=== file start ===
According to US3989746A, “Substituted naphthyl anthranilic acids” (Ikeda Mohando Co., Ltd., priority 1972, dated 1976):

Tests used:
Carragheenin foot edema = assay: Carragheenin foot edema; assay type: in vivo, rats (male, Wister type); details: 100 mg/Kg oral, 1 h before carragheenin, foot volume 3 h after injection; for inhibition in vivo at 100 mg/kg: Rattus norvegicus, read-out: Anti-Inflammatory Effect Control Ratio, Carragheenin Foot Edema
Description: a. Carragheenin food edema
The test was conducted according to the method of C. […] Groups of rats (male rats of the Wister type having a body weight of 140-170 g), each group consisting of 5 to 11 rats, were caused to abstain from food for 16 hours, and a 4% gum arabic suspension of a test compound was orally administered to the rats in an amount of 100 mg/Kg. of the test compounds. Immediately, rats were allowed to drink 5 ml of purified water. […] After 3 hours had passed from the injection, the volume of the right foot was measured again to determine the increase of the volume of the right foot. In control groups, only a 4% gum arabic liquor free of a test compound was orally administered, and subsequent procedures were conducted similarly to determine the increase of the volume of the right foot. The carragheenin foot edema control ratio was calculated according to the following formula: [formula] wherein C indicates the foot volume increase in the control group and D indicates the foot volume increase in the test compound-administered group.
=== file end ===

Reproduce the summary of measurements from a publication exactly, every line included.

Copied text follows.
According to US3989746A, “Substituted naphthyl anthranilic acids” (Ikeda Mohando Co., Ltd., priority 1972, dated 1976):

Tests used:
Carragheenin foot edema = assay: Carragheenin foot edema; assay type: in vivo, rats (male, Wister type); details: 100 mg/Kg oral, 1 h before carragheenin, foot volume 3 h after injection; for inhibition in vivo at 100 mg/kg: Rattus norvegicus, read-out: Anti-Inflammatory Effect Control Ratio, Carragheenin Foot Edema
Description: a. Carragheenin food edema
The test was conducted according to the method of C. […] Groups of rats (male rats of the Wister type having a body weight of 140-170 g), each group consisting of 5 to 11 rats, were caused to abstain from food for 16 hours, and a 4% gum arabic suspension of a test compound was orally administered to the rats in an amount of 100 mg/Kg. of the test compounds. Immediately, rats were allowed to drink 5 ml of purified water. […] After 3 hours had passed from the injection, the volume of the right foot was measured again to determine the increase of the volume of the right foot. In control groups, only a 4% gum arabic liquor free of a test compound was orally administered, and subsequent procedures were conducted similarly to determine the increase of the volume of the right foot. The carragheenin foot edema control ratio was calculated according to the following formula: [formula] wherein C indicates the foot volume increase in the control group and D indicates the foot volume increase in the test compound-administered group.